The following is from chapter 30 in Answering Mormons’ Questions (Kregel, 2013). To get additional help in answering LDS questions, we recommend purchasing the book. Click here to see more.
The three heavens described in Doctrine and Covenants section 76 are called the celestial, terrestrial, and telestial kingdoms. First Corinthians 15:40–41 is used to support this idea. It reads, “There are also celestial bodies, and bodies terrestrial: but the glory of the celestial is one, and the glory of the terrestrial is another. There is one glory of the sun, and another glory of the moon, and another glory of the stars: for one star differeth from another star in glory.”
In appealing to this passage, a missionary manual explains,
Because God rewards everyone according to deeds done in the body, there are different kingdoms of glory to which we may be assigned after the Judgment. Those who have repented of their sins and received the ordinances of the gospel and kept the associated covenants will be cleansed by the Atonement of Christ. They will receive exaltation in the highest kingdom, also known as the celestial kingdom. They will live in God’s presence, become like Him, and receive a fullness of joy. They will live together for eternity with those of their family who qualify. In the scriptures this kingdom is compared to the glory or brightness of the sun. People who do not accept the fullness of the gospel of Jesus Christ but live honorable lives will receive a place in the terrestrial kingdom. This kingdom is compared to the glory of the moon. Those who continued in their sins and did not repent in this life will receive their reward in the lowest kingdom, which is called the telestial kingdom. This kingdom is compared to the glory of the stars.
Another biblical passage used to support this teaching is 2 Corinthians 12:2, where Paul wrote, “I knew a man in Christ above fourteen years ago, (whether in the body, I cannot tell; or whether out of the body, I cannot tell: God knoweth;) such an one caught up to the third heaven.” Is it possible the Bible teaches three separate levels of heaven?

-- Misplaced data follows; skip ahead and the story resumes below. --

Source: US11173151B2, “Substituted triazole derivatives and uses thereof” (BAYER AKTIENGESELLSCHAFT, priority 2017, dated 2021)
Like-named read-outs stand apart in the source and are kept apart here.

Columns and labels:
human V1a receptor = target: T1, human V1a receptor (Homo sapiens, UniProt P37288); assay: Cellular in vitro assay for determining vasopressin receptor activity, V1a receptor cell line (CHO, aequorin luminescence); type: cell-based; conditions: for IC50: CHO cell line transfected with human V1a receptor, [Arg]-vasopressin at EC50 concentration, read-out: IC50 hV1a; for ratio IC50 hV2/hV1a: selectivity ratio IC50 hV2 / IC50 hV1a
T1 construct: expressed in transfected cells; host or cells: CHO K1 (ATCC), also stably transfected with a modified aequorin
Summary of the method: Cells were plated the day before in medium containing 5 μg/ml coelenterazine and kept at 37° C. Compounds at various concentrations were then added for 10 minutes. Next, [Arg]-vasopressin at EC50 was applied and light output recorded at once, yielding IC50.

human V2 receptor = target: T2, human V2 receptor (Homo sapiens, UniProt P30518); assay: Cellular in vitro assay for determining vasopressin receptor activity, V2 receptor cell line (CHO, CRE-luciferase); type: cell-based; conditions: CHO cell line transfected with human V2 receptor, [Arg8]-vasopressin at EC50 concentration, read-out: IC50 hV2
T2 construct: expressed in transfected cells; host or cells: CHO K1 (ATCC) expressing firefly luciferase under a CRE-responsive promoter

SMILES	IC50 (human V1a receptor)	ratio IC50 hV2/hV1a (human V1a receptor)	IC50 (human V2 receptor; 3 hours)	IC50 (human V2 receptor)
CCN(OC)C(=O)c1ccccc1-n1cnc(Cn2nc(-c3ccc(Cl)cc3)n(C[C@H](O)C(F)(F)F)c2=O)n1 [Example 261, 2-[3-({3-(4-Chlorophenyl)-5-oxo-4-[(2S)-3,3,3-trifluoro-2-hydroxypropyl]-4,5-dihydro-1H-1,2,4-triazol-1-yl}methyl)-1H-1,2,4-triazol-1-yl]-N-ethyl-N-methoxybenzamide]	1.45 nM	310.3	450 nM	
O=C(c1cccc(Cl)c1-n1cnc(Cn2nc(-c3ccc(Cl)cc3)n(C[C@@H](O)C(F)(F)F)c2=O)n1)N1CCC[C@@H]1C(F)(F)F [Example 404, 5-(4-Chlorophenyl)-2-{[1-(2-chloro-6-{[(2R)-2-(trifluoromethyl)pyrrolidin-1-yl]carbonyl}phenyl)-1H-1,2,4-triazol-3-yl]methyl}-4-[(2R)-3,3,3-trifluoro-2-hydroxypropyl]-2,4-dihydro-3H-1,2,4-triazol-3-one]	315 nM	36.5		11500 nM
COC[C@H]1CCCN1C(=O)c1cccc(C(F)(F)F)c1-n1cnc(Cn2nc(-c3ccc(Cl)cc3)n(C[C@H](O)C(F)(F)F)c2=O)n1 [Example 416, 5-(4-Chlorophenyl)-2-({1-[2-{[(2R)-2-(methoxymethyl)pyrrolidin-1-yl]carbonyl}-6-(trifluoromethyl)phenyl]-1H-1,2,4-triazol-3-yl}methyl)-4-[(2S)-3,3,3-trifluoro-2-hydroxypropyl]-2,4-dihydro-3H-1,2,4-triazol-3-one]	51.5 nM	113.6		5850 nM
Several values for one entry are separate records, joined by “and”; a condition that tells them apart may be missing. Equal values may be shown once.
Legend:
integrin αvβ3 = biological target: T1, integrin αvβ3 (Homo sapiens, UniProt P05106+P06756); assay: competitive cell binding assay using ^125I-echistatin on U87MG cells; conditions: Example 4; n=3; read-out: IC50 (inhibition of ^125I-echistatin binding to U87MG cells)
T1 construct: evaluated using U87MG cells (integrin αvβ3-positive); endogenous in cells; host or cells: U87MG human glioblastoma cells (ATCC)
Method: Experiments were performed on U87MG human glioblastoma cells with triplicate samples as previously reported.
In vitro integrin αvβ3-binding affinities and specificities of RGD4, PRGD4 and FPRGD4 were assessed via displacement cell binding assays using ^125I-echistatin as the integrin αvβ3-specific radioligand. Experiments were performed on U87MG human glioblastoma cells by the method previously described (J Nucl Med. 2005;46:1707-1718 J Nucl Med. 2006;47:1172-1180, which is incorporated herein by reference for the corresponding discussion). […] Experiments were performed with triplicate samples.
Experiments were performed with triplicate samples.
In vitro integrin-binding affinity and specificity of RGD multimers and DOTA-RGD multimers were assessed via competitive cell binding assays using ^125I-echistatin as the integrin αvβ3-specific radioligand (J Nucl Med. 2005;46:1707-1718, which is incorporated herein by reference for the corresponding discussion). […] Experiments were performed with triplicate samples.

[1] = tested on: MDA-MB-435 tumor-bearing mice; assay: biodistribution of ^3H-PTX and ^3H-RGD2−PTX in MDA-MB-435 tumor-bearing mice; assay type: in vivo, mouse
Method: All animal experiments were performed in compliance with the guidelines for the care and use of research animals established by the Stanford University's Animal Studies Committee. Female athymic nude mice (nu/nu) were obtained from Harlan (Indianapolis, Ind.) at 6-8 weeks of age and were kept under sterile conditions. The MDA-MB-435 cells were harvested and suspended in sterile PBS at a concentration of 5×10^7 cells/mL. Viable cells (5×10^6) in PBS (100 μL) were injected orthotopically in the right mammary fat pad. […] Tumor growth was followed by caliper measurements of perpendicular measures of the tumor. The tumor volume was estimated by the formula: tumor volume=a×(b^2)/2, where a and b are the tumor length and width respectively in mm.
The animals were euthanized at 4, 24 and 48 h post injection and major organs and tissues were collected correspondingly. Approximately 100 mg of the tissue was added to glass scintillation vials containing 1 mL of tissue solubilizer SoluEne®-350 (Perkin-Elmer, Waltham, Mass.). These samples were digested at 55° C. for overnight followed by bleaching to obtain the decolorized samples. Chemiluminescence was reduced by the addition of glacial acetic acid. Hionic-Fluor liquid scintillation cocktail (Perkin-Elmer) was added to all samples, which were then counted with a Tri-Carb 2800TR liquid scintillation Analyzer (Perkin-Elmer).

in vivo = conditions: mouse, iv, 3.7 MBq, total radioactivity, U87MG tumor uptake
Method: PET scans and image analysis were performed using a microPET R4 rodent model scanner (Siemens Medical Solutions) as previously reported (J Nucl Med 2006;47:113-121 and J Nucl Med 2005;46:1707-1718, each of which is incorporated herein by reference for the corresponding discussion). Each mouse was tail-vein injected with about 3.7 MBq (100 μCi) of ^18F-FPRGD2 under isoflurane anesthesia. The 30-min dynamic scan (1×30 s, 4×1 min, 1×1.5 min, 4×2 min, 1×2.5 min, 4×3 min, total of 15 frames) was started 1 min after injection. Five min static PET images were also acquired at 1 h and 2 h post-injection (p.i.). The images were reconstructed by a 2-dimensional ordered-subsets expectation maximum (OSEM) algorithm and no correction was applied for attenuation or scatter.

The Biblical Meaning of the “Third Heaven”
While Paul certainly referred to a “third heaven” in 2 Corinthians 12:2, there is no reason to believe he was referring to one of three distinct eternal destinations of mankind. To properly interpret Scripture, the context of a passage must be grasped, including what the listeners of Paul’s day would have understood it to mean. It is likely they would have interpreted Paul’s three heavens as the atmospheric heaven, the celestial heaven, and the believer’s heaven.
Scripture supports this assertion. For example, Deuteronomy 11:11 refers to the atmospheric heaven, where rain and clouds are formed: “But the land, whither ye go to possess it, is a land of hills and valleys, and drinketh water of the rain of heaven.” Psalm 147:8 likewise describes God as He “who covereth the heaven with clouds, who prepareth rain for the earth, who maketh grass to grow upon the mountains.” Matthew 24:30 tells about Christ’s return through this heaven: “And they shall see the Son of man coming in the clouds of heaven with power and great glory.” Genesis 1:14 speaks of the celestial heaven, the abode of the sun, moon, and stars: “And God said, Let there be lights in the firmament of the heaven to divide the day from the night; and let them be for signs, and for seasons, and for days, and years.”
Finally, there is the heaven the Bible calls the “dwelling place” of God, which is referenced many times in the Old Testament. Isaiah 63:15 says, “Look down from heaven, and behold from the habitation of thy holiness and of thy glory: where is thy zeal and thy strength, the sounding of thy bowels and of thy mercies toward me? are they restrained?” Psalm 102:19 says, “For he hath looked down from the height of his sanctuary; from heaven did the Lord behold the earth.” And 2 Kings 2:11 says it was into this heaven that “Elijah went up by a whirlwind.”